Date of Award
Master of Arts
The purpose of this study was to assess the difference in stress reduction between listening to one's own voice and listening to another's voice during taped relaxation procedures. Eighteen male undergraduates listened to relaxation tapes of their own voice, that of another person, and a control tape. Stress was measured via skin temperature. It was hypothesized that there would be a significant stress reduction (indicated by increased skin temperature) for both experimental groups and greater reduction in stress when listening to one's own voice than when listening to another voice. A Latin-Square Repeated analysis revealed only a significant order effect and the results did not support the hypotheses. Methodological problems which may have led to these results are examined and clinical benefits of the hypothesized results are briefly discussed.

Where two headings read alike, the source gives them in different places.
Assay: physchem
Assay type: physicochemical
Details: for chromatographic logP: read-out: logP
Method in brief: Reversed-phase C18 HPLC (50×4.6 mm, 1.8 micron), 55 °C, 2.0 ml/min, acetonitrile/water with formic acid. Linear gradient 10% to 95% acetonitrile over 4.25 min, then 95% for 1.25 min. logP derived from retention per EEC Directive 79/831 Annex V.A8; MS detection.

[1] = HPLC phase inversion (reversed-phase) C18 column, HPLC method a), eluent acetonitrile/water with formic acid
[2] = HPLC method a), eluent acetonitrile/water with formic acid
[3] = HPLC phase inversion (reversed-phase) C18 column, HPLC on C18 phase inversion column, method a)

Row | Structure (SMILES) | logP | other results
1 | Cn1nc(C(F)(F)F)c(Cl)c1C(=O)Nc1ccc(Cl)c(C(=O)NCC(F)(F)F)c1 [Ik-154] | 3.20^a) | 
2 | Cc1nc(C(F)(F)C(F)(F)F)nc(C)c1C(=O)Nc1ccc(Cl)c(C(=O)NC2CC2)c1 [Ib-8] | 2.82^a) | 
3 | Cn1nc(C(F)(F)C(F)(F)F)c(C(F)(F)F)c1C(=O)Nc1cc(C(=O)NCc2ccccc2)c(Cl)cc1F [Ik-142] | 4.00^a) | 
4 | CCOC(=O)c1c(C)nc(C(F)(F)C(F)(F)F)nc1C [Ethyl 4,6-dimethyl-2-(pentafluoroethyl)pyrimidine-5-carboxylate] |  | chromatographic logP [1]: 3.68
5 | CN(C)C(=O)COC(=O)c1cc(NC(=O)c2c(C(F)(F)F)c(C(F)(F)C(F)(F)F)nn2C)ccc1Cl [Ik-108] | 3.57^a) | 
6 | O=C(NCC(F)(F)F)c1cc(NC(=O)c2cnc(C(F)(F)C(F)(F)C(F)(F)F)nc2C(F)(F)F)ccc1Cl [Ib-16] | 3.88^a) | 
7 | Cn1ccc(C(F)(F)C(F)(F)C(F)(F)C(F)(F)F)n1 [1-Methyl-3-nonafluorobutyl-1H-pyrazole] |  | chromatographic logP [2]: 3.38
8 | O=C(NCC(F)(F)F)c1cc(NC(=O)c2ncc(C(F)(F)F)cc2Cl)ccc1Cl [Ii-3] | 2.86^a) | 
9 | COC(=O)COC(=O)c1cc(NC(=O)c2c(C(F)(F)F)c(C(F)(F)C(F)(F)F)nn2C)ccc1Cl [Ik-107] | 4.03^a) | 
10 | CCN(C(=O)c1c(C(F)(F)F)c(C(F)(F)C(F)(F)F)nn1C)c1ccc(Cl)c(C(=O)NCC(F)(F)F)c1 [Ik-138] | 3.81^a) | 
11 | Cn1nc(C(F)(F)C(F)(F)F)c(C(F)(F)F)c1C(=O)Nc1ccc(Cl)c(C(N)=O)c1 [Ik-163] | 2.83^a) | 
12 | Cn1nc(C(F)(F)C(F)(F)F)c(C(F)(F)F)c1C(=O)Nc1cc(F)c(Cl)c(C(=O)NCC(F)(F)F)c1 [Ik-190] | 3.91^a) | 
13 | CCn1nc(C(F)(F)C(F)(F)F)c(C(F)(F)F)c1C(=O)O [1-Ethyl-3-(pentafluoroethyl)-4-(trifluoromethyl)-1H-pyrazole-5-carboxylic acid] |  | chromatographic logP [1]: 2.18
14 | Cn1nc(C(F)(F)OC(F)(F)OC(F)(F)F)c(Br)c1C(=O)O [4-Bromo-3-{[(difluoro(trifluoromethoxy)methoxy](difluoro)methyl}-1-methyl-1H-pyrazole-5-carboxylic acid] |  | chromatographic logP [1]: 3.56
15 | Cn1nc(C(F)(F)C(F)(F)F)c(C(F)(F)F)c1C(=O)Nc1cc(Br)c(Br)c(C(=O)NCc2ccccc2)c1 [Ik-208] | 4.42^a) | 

Weber, Tay Corrie, "Effects of own voice vs. another's voice during progressive relaxation" (1985). Master's Theses. 1101.